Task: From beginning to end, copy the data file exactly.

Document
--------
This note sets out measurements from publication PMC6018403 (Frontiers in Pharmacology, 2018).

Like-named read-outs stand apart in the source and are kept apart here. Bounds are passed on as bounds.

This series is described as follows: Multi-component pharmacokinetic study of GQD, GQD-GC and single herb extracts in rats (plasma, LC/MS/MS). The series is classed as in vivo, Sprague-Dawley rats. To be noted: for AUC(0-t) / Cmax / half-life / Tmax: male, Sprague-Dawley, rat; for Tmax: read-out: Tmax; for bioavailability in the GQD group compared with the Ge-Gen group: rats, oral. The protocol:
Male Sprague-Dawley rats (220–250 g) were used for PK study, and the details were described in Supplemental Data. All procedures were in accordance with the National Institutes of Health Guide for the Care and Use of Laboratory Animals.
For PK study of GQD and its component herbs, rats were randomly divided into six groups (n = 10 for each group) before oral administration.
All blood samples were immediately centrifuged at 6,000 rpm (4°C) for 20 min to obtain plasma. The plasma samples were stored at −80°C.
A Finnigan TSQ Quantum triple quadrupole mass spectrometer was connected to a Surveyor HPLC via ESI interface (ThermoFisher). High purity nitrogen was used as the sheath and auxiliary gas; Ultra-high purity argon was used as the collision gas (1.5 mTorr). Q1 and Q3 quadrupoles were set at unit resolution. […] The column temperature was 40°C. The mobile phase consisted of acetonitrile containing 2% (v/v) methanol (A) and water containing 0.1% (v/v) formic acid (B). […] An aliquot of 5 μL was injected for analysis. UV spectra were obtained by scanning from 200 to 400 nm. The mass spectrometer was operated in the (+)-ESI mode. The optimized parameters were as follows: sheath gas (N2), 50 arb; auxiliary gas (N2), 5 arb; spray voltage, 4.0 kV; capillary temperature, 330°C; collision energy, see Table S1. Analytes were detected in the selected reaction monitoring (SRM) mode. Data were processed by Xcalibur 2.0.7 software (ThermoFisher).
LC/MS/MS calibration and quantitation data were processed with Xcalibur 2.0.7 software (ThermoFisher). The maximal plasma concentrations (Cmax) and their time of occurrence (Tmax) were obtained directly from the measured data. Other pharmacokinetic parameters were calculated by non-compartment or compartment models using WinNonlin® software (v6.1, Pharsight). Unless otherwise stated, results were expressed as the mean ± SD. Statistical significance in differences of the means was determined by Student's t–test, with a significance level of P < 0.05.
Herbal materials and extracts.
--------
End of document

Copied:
This note sets out measurements from publication PMC6018403 (Frontiers in Pharmacology, 2018).

Like-named read-outs stand apart in the source and are kept apart here. Bounds are passed on as bounds.

This series is described as follows: Multi-component pharmacokinetic study of GQD, GQD-GC and single herb extracts in rats (plasma, LC/MS/MS). The series is classed as in vivo, Sprague-Dawley rats. To be noted: for AUC(0-t) / Cmax / half-life / Tmax: male, Sprague-Dawley, rat; for Tmax: read-out: Tmax; for bioavailability in the GQD group compared with the Ge-Gen group: rats, oral. The protocol:
Male Sprague-Dawley rats (220–250 g) were used for PK study, and the details were described in Supplemental Data. All procedures were in accordance with the National Institutes of Health Guide for the Care and Use of Laboratory Animals.
For PK study of GQD and its component herbs, rats were randomly divided into six groups (n = 10 for each group) before oral administration.
All blood samples were immediately centrifuged at 6,000 rpm (4°C) for 20 min to obtain plasma. The plasma samples were stored at −80°C.
A Finnigan TSQ Quantum triple quadrupole mass spectrometer was connected to a Surveyor HPLC via ESI interface (ThermoFisher). High purity nitrogen was used as the sheath and auxiliary gas; Ultra-high purity argon was used as the collision gas (1.5 mTorr). Q1 and Q3 quadrupoles were set at unit resolution. […] The column temperature was 40°C. The mobile phase consisted of acetonitrile containing 2% (v/v) methanol (A) and water containing 0.1% (v/v) formic acid (B). […] An aliquot of 5 μL was injected for analysis. UV spectra were obtained by scanning from 200 to 400 nm. The mass spectrometer was operated in the (+)-ESI mode. The optimized parameters were as follows: sheath gas (N2), 50 arb; auxiliary gas (N2), 5 arb; spray voltage, 4.0 kV; capillary temperature, 330°C; collision energy, see Table S1. Analytes were detected in the selected reaction monitoring (SRM) mode. Data were processed by Xcalibur 2.0.7 software (ThermoFisher).
LC/MS/MS calibration and quantitation data were processed with Xcalibur 2.0.7 software (ThermoFisher). The maximal plasma concentrations (Cmax) and their time of occurrence (Tmax) were obtained directly from the measured data. Other pharmacokinetic parameters were calculated by non-compartment or compartment models using WinNonlin® software (v6.1, Pharsight). Unless otherwise stated, results were expressed as the mean ± SD. Statistical significance in differences of the means was determined by Student's t–test, with a significance level of P < 0.05.
Herbal materials and extracts.